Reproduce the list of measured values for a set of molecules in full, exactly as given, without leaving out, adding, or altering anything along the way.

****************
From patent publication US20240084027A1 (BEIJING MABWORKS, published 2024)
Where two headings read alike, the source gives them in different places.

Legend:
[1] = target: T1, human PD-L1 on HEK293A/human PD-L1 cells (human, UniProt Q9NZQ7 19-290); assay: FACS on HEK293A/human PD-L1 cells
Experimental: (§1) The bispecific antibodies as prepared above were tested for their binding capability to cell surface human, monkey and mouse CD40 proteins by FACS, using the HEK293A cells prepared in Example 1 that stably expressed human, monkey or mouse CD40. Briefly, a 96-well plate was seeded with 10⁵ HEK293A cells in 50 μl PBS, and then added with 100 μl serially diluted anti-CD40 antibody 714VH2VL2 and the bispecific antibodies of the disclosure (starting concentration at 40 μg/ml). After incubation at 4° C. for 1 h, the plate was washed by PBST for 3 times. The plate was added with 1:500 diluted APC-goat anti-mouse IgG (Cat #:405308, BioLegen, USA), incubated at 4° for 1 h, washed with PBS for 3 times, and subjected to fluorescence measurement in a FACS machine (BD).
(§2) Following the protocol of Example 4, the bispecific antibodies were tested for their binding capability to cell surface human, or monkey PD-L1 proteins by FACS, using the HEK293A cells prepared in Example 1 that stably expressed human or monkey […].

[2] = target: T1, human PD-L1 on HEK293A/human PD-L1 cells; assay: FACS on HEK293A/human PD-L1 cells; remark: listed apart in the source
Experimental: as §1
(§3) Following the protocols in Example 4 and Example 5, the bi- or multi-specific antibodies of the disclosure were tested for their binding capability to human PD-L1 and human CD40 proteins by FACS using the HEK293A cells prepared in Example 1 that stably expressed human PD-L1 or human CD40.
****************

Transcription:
From patent publication US20240084027A1 (BEIJING MABWORKS, published 2024)
Where two headings read alike, the source gives them in different places.

Legend:
[1] = target: T1, human PD-L1 on HEK293A/human PD-L1 cells (human, UniProt Q9NZQ7 19-290); assay: FACS on HEK293A/human PD-L1 cells
Experimental: (§1) The bispecific antibodies as prepared above were tested for their binding capability to cell surface human, monkey and mouse CD40 proteins by FACS, using the HEK293A cells prepared in Example 1 that stably expressed human, monkey or mouse CD40. Briefly, a 96-well plate was seeded with 10⁵ HEK293A cells in 50 μl PBS, and then added with 100 μl serially diluted anti-CD40 antibody 714VH2VL2 and the bispecific antibodies of the disclosure (starting concentration at 40 μg/ml). After incubation at 4° C. for 1 h, the plate was washed by PBST for 3 times. The plate was added with 1:500 diluted APC-goat anti-mouse IgG (Cat #:405308, BioLegen, USA), incubated at 4° for 1 h, washed with PBS for 3 times, and subjected to fluorescence measurement in a FACS machine (BD).
(§2) Following the protocol of Example 4, the bispecific antibodies were tested for their binding capability to cell surface human, or monkey PD-L1 proteins by FACS, using the HEK293A cells prepared in Example 1 that stably expressed human or monkey […].

[2] = target: T1, human PD-L1 on HEK293A/human PD-L1 cells; assay: FACS on HEK293A/human PD-L1 cells; remark: listed apart in the source
Experimental: as §1
(§3) Following the protocols in Example 4 and Example 5, the bi- or multi-specific antibodies of the disclosure were tested for their binding capability to human PD-L1 and human CD40 proteins by FACS using the HEK293A cells prepared in Example 1 that stably expressed human PD-L1 or human CD40.